Education in the U.S. today is mostly paid for and administered by government bodies. This has been the way American education has worked since education began to become widespread. The bottom line rationale and purpose behind having a widespread system of education is that:
“A stable and democratic society is impossible without widespread acceptance of some common set of values and without a minimum degree of literacy and knowledge on the part of most citizens.” (Friedman, 1955)
There are many more arguments than this; however, this sums it up best by saying that widespread and common education is necessary for society to function.
This widespread form of government education has worked for years. But, it has been found in recent years that “Whatever the reason, the fact of deterioration of elementary and secondary schools is not disputable.” (Friedman, 1997, p. 342). American levels of education have begun to lag behind those of schooling systems in other nations despite a much higher level of investment in per-pupil spending for the U.S.. (Ladd, 2002, p. 12-13)
Since there has been this failure in the current system of education, some sort of reform is necessary. The policy proposed in this paper to fix the flawed educational system is one that closely follows...
...age, many of us were told that education is the key to one’s success in our life. Study hard! Do your homework! Do assessment books! Get good grades! Do more assessment books! Get first in class! Go to university! Education is our only foundation, our only future! By making education available to all, everyone has an equal opportunity to succeed in life (Jones 2012) .
In Singapore, the education system is aim to help students to discover their own talents, to make the best of these talents and realize their full potential, and to develop a passion for learning that lasts through life (Ministry of Education n.d.). The system also identifies and groom bright young students for positions of leadership. The system also stress on academic performance in grading students and granting them admission to special programs and universities. Academic grades are considered as objective measures of the student’s ability and effort, regardless of their social background. Having good academic qualifications is seen as the most important factor for the students’ career prospects in the job market, and their future economic status (Ng 2011).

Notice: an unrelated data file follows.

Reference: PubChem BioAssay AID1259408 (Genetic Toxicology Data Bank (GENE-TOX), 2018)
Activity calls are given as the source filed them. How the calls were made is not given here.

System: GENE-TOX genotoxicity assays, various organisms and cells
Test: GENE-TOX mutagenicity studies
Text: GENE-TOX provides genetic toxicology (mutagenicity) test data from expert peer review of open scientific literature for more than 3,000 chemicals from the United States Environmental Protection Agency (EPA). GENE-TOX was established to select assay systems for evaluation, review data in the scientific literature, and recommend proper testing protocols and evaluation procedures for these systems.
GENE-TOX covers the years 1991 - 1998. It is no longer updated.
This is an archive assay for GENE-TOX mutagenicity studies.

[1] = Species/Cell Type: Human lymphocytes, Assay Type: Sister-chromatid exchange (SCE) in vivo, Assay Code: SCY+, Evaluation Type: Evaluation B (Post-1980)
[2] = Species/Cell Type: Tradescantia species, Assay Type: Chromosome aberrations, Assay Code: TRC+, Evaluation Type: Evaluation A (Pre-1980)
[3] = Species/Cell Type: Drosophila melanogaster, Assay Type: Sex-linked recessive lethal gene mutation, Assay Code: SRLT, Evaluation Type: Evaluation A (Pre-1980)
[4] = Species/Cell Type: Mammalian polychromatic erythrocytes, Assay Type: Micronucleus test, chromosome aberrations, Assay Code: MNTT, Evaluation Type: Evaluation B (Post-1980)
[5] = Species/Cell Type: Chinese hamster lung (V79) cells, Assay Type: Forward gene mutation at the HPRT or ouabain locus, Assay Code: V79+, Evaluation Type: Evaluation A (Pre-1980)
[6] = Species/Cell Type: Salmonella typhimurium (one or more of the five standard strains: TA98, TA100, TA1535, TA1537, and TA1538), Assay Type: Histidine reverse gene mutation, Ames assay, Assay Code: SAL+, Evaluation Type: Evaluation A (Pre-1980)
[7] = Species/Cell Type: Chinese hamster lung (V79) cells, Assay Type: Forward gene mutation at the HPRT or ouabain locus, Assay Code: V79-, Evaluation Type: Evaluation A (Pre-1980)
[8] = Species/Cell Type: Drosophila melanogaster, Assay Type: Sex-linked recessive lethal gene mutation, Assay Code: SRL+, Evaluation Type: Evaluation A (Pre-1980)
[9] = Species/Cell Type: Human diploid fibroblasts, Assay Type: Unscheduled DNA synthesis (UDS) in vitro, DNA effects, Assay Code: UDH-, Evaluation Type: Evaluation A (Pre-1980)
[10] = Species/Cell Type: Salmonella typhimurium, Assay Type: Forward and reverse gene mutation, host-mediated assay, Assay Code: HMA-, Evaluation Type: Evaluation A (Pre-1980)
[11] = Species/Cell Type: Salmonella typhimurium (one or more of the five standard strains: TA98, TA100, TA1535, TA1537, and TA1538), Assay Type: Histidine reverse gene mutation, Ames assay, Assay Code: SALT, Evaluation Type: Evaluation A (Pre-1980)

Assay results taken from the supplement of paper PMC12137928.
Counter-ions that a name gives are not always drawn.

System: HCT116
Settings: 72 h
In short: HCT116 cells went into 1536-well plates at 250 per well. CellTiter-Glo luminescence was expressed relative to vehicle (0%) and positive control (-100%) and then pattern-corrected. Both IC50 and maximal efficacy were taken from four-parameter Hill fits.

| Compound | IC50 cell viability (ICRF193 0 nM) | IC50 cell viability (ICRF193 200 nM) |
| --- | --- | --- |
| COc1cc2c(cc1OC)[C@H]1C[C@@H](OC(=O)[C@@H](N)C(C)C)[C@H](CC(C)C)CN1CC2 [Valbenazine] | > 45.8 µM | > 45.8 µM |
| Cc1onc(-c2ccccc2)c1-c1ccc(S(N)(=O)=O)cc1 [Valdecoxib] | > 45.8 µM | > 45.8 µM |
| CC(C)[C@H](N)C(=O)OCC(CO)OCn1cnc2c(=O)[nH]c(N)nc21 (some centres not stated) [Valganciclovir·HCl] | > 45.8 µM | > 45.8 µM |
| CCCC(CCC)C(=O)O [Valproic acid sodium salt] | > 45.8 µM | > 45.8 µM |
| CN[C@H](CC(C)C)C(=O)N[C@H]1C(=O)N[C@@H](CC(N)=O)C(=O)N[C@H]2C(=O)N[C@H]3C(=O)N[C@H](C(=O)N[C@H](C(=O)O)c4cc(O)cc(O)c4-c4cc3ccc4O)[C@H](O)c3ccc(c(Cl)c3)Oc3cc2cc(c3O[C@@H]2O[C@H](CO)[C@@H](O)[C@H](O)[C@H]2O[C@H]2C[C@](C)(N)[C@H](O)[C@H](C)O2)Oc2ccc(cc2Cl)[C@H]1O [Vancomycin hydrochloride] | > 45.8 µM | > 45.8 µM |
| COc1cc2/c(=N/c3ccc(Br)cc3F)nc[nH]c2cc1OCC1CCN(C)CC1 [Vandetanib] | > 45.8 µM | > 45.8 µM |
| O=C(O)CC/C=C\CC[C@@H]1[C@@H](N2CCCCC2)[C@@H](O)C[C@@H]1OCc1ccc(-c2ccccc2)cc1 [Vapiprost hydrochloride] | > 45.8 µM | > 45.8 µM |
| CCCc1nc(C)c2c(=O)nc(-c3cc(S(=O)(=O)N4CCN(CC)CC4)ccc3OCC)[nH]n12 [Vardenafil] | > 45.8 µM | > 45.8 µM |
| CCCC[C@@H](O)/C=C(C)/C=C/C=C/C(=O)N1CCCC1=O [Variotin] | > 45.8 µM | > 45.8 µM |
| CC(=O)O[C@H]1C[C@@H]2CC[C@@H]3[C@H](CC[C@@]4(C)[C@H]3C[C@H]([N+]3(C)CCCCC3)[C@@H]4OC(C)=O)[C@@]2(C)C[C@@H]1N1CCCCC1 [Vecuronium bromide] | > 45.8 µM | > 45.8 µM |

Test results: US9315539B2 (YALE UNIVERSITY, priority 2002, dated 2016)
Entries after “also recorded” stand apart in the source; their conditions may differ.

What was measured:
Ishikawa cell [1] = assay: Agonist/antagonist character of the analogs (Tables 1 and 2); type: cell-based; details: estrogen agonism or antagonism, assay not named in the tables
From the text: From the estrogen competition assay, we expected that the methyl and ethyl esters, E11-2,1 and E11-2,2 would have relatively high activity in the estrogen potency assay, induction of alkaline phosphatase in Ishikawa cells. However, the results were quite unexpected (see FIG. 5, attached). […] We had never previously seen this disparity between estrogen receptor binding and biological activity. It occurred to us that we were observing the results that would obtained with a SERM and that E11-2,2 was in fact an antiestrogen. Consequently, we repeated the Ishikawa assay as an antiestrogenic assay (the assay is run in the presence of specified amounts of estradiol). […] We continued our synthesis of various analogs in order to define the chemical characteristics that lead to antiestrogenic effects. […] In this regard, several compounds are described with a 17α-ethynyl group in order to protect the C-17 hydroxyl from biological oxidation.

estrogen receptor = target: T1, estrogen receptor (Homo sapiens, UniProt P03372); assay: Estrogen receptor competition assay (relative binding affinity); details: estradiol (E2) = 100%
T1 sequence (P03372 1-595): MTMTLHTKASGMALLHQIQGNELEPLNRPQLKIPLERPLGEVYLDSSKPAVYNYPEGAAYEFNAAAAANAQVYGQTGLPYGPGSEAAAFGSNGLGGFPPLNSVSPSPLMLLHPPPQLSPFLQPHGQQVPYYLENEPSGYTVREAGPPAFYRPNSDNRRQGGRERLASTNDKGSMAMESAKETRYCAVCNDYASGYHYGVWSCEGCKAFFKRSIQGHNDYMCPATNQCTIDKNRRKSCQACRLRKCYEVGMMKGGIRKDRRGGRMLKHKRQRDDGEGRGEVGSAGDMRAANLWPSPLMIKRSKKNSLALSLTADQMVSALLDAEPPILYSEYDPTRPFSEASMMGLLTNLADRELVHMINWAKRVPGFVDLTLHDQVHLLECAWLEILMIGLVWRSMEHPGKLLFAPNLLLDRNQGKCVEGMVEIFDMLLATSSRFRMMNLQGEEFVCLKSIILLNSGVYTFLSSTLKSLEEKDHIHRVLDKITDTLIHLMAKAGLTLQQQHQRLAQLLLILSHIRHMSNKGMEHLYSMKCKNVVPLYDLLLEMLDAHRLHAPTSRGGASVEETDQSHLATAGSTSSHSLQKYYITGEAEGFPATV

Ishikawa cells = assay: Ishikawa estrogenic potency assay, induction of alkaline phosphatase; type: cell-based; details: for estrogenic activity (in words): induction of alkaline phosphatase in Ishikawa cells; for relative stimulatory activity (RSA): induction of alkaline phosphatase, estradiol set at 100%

Education is important and has multiple objectives and the relative meaning of each of these objectives can be very individual. The various importances are a result of the various economic, social, spiritual, cultural,...
...Name: Cindy Mou
Instructor’s Name: Tomasz Michalak
Date: June 16th, 2011
The relationship between the economic development and the prevalence of education
This research paper examines the relationship between the economic development and the prevalence of education. Also, the correlation between the two will be discussed. The main goal of this paper is to identify whether a country’seconomic growth increases the widespread of its education or not. Furthermore, the changes in universal literacy will be analyzed in relations to the reinforcement on economic advancement. Following this main question, this paper will also deliberate on whether or not an economic prosperous country will allocate more funds in education. Thus, as a family’s wealth increases, parents would be more likely to invest more money in educating the next generation. Through this research, increasing the prevalence of education indeed brings a tremendous amount of benefits to the personal financial growth, yet not national economic growth. Unexpectedly, econometric tests invalidate the correlation between education and economic growth. More expenditure in educational funds does not mean more economic growth for a nation. Nevertheless, economic development...